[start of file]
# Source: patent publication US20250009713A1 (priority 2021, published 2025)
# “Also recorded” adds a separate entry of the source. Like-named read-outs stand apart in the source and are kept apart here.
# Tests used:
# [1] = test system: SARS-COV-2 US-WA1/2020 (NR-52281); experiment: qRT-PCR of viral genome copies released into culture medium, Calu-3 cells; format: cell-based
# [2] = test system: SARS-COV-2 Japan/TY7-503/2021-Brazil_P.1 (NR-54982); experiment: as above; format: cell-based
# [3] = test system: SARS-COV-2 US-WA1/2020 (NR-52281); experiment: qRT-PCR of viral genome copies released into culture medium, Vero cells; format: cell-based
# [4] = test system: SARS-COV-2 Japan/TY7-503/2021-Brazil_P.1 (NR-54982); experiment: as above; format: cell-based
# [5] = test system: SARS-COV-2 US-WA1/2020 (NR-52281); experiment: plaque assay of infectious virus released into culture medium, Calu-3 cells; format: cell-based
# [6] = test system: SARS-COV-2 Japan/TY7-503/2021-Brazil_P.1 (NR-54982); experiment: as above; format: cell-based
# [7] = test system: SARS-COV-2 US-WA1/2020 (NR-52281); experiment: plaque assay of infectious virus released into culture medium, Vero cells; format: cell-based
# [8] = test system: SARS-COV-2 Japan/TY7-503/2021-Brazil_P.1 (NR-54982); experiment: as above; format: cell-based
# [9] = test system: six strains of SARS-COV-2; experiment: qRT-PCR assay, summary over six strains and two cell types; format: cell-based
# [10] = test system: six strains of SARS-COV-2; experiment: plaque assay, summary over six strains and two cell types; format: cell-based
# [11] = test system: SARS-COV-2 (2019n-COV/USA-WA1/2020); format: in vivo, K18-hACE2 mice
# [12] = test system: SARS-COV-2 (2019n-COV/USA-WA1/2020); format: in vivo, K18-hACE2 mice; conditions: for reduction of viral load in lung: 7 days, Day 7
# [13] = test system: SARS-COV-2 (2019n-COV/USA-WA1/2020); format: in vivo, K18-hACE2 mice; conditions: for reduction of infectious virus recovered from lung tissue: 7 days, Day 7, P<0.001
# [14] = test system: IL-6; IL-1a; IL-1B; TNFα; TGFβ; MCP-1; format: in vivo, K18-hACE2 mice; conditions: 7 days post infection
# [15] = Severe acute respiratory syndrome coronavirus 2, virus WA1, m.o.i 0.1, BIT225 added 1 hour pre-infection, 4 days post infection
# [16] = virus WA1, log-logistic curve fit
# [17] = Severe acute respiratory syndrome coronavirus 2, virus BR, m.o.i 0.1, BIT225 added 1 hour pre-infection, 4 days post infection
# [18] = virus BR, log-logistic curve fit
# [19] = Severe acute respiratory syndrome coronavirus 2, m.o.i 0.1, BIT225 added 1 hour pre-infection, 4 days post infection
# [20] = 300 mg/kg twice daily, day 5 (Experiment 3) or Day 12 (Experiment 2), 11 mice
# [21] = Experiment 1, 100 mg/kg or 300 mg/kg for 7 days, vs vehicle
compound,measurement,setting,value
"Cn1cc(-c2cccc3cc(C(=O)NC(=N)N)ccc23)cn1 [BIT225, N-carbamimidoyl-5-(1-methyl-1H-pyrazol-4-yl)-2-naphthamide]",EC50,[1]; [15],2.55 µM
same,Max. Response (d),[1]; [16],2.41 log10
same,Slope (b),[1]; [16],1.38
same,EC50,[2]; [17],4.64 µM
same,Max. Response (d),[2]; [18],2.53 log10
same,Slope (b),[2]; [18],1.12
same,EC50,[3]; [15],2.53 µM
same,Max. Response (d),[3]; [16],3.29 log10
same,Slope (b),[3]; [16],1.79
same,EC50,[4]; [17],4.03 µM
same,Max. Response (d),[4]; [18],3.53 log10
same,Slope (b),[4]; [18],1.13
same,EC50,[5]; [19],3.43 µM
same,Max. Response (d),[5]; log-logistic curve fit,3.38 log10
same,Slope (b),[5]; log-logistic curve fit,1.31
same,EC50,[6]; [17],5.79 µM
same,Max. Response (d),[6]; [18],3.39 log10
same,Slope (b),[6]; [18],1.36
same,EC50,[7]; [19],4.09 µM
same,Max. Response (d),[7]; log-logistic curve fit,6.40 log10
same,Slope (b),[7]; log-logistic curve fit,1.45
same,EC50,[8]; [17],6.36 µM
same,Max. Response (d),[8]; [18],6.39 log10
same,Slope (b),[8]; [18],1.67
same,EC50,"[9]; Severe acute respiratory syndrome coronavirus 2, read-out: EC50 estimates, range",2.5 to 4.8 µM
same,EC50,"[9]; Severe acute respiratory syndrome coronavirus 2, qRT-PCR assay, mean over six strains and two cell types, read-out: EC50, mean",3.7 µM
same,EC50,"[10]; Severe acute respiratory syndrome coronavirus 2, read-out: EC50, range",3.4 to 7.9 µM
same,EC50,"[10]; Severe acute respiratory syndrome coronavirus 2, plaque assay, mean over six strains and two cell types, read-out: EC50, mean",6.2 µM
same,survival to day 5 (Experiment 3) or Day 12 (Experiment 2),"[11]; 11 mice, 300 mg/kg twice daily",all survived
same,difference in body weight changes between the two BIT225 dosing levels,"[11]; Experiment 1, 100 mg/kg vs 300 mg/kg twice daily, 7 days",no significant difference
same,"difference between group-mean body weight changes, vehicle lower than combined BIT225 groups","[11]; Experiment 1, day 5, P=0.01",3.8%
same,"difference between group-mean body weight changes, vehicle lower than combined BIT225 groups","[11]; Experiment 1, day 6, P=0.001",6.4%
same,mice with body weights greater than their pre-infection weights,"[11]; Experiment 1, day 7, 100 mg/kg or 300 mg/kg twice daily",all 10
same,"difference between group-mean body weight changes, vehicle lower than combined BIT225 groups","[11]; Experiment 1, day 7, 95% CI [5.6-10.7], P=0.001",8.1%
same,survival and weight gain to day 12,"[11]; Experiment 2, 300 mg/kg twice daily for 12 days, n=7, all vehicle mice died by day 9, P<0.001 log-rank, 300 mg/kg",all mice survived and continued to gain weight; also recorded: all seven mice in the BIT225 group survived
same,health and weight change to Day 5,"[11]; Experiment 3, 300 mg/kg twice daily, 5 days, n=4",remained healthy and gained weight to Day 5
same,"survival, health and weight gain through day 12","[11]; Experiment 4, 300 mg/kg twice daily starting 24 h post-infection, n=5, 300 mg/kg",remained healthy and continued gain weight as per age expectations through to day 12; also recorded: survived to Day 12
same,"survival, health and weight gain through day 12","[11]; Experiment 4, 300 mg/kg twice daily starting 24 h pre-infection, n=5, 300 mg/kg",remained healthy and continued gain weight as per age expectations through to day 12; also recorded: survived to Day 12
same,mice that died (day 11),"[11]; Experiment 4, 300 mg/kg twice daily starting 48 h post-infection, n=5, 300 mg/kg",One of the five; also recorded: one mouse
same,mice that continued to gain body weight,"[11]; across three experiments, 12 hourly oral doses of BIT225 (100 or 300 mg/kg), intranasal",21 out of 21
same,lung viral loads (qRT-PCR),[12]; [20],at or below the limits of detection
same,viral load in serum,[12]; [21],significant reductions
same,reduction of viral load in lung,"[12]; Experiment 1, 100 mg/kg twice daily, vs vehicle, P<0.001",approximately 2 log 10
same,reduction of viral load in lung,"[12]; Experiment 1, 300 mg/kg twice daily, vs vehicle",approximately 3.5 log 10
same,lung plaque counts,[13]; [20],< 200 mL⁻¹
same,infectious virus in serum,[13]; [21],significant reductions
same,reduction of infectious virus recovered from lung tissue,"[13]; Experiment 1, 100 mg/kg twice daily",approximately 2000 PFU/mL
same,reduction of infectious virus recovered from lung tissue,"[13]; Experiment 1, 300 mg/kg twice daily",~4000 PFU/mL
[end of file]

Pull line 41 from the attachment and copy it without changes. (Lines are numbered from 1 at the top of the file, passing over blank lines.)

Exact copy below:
same,EC50,[6]; [17],5.79 µM